I see myself in Isaiah. This has always been an active prayer for me. I’ve always been ready to do God’s will in my life. I knew I’d never become a missionary in a far-off country, nevertheless, I am a missionary. Any person who has professed the name of the Lord for salvation is a missionary.

Then Jesus came to them and said, “All authority in heaven and on earth has been given to me. Therefore go and make disciples of all nations, baptizing them in the name of the Father and of the Son and of the Holy Spirit, and teaching them to obey everything I have commanded you. And surely I am with you always, to the very end of the age” (Matthew 28:18-20).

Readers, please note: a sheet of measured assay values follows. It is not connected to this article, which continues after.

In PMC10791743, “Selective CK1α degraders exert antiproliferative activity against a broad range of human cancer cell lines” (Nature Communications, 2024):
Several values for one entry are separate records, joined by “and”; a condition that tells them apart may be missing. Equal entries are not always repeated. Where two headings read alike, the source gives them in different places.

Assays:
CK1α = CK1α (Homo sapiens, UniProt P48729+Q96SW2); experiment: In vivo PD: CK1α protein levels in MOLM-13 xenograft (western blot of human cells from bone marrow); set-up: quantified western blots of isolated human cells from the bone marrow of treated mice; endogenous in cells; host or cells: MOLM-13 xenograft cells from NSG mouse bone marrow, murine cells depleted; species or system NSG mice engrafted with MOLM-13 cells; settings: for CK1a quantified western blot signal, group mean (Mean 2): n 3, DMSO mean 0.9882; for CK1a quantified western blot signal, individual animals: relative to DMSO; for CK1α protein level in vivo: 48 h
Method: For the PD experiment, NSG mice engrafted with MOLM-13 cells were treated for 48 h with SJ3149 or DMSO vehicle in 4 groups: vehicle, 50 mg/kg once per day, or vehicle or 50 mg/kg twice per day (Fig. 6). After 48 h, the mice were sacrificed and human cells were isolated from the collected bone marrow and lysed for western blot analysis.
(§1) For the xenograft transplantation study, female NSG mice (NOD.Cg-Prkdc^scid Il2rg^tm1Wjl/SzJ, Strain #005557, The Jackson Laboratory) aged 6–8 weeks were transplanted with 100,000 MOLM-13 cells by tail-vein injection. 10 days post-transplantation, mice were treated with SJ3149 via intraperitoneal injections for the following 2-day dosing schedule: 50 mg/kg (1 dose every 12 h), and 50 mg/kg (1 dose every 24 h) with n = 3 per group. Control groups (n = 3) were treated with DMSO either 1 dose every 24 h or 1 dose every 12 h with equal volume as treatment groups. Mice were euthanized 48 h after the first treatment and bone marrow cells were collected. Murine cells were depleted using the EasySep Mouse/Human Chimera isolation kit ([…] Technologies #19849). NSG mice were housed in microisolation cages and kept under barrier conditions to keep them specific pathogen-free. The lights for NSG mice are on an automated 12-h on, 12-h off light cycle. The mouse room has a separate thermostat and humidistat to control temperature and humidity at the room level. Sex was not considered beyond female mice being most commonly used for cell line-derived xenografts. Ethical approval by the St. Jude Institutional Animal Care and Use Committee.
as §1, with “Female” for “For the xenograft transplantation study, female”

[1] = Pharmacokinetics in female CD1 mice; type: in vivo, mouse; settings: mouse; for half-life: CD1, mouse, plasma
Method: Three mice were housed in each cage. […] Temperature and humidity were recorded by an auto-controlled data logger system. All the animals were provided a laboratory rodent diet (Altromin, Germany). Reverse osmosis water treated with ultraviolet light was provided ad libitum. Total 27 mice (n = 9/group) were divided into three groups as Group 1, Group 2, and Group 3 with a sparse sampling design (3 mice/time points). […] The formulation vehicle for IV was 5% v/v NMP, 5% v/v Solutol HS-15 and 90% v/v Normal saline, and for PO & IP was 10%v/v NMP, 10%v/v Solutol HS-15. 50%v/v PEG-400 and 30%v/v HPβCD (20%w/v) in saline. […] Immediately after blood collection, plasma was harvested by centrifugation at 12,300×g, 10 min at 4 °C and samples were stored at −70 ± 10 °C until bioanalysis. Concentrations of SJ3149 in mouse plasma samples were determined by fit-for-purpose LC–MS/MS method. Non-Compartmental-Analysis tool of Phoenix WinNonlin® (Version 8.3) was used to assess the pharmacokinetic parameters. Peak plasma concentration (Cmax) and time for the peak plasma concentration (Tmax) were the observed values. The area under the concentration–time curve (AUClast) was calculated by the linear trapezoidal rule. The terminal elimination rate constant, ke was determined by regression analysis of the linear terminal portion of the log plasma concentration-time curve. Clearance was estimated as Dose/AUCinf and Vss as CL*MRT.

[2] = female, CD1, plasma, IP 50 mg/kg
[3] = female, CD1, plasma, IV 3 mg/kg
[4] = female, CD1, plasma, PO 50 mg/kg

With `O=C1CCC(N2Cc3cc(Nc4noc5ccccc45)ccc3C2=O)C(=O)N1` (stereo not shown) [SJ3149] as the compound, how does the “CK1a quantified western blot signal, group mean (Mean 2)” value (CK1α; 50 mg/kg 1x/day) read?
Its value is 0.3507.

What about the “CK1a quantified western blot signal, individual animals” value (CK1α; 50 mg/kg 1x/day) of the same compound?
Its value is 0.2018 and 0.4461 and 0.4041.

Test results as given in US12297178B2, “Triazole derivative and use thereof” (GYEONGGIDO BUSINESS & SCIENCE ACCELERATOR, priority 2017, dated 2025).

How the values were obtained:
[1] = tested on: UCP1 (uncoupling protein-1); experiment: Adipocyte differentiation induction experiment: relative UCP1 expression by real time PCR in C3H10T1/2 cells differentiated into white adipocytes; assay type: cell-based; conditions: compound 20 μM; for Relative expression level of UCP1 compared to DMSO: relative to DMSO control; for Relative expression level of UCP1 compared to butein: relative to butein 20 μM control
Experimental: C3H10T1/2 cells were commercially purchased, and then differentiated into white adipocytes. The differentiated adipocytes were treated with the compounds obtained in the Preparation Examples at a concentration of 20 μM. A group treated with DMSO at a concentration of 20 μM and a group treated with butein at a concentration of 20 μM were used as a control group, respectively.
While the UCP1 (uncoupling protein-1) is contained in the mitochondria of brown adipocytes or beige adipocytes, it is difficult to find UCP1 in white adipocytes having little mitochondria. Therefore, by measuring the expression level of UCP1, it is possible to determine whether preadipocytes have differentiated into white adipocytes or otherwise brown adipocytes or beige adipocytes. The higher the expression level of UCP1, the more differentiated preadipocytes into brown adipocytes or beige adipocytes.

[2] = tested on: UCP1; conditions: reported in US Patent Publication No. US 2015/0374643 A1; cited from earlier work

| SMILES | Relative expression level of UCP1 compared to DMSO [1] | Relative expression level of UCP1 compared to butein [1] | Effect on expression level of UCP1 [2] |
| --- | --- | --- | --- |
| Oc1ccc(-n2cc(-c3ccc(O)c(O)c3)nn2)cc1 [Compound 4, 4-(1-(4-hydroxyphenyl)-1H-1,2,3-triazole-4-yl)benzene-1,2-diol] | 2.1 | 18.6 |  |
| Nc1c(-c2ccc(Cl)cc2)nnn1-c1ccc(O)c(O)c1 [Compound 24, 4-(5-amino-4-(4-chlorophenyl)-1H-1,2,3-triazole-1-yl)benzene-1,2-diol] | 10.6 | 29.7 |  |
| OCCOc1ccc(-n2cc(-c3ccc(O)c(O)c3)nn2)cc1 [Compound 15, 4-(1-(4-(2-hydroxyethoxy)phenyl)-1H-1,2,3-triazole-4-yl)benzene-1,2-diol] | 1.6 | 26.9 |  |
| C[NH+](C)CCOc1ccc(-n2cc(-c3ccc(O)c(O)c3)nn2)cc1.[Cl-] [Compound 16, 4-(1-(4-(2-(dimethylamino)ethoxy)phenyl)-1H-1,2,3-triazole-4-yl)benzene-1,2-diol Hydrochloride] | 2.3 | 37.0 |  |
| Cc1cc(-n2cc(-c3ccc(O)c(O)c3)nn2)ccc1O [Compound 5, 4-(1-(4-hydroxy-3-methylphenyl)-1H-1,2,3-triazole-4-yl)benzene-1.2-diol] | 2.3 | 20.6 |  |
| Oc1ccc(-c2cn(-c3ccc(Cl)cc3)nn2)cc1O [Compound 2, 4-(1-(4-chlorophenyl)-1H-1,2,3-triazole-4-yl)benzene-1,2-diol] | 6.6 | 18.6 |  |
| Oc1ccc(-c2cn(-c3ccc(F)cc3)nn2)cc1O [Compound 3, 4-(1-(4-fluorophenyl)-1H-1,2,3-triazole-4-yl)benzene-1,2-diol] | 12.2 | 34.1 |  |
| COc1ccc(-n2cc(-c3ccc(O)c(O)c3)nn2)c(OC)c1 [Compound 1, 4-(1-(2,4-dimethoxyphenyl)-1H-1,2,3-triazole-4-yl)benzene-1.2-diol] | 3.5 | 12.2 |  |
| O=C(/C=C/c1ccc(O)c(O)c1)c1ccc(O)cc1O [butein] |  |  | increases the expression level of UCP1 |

"But you will receive power when the Holy Spirit comes on you; and you will be my witnesses in Jerusalem, and in all Judea and Samaria, and to the ends of the earth” (Acts 1:8).

I try to pray Isaiah 6:8 before every life transition I am about to enter. I want to be an obedient disciple for the Lord no matter what it might look like. I want my life to be for the Lord and what brings Him the most glory. I want others to know His love and salvation that will fill the never-ending void that is in their hearts, as I know and have the one and only thing that will fill it. I want to be like Isaiah and be ready to say, “Send me!”

Here I Am, Lord Song